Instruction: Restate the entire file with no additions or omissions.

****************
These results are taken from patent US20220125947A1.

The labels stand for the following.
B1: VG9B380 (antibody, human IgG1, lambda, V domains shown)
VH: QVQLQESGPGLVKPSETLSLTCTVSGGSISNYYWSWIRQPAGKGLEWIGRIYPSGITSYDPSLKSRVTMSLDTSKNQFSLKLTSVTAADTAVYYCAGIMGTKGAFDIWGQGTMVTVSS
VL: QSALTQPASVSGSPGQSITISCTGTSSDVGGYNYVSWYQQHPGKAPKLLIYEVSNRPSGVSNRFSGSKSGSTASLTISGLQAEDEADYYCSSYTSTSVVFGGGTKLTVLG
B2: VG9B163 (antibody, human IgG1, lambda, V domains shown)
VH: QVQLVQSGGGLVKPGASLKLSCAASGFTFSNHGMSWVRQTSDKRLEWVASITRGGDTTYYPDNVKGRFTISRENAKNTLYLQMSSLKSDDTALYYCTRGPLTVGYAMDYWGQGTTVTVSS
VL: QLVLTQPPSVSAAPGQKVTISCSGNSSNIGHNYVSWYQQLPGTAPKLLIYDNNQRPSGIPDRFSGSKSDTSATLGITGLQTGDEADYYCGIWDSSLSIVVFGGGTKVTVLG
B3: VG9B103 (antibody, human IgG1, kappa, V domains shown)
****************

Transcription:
These results are taken from patent US20220125947A1.

The labels stand for the following.
B1: VG9B380 (antibody, human IgG1, lambda, V domains shown)
VH: QVQLQESGPGLVKPSETLSLTCTVSGGSISNYYWSWIRQPAGKGLEWIGRIYPSGITSYDPSLKSRVTMSLDTSKNQFSLKLTSVTAADTAVYYCAGIMGTKGAFDIWGQGTMVTVSS
VL: QSALTQPASVSGSPGQSITISCTGTSSDVGGYNYVSWYQQHPGKAPKLLIYEVSNRPSGVSNRFSGSKSGSTASLTISGLQAEDEADYYCSSYTSTSVVFGGGTKLTVLG
B2: VG9B163 (antibody, human IgG1, lambda, V domains shown)
VH: QVQLVQSGGGLVKPGASLKLSCAASGFTFSNHGMSWVRQTSDKRLEWVASITRGGDTTYYPDNVKGRFTISRENAKNTLYLQMSSLKSDDTALYYCTRGPLTVGYAMDYWGQGTTVTVSS
VL: QLVLTQPPSVSAAPGQKVTISCSGNSSNIGHNYVSWYQQLPGTAPKLLIYDNNQRPSGIPDRFSGSKSDTSATLGITGLQTGDEADYYCGIWDSSLSIVVFGGGTKVTVLG
B3: VG9B103 (antibody, human IgG1, kappa, V domains shown)